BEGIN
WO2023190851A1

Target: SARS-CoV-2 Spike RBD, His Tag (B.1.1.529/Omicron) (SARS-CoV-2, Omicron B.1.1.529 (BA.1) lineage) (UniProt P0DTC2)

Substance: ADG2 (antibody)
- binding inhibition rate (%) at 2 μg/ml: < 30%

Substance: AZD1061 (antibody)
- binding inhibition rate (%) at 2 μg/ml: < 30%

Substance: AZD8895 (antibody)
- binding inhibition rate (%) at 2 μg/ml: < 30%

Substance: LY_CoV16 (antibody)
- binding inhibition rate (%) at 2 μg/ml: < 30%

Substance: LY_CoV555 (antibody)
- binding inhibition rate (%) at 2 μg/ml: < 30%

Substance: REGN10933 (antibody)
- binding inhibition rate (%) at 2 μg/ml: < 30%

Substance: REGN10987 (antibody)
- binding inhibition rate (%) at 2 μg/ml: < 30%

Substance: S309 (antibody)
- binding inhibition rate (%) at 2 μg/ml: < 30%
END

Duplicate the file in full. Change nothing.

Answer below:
WO2023190851A1

Target: SARS-CoV-2 Spike RBD, His Tag (B.1.1.529/Omicron) (SARS-CoV-2, Omicron B.1.1.529 (BA.1) lineage) (UniProt P0DTC2)

Substance: ADG2 (antibody)
- binding inhibition rate (%) at 2 μg/ml: < 30%

Substance: AZD1061 (antibody)
- binding inhibition rate (%) at 2 μg/ml: < 30%

Substance: AZD8895 (antibody)
- binding inhibition rate (%) at 2 μg/ml: < 30%

Substance: LY_CoV16 (antibody)
- binding inhibition rate (%) at 2 μg/ml: < 30%

Substance: LY_CoV555 (antibody)
- binding inhibition rate (%) at 2 μg/ml: < 30%

Substance: REGN10933 (antibody)
- binding inhibition rate (%) at 2 μg/ml: < 30%

Substance: REGN10987 (antibody)
- binding inhibition rate (%) at 2 μg/ml: < 30%

Substance: S309 (antibody)
- binding inhibition rate (%) at 2 μg/ml: < 30%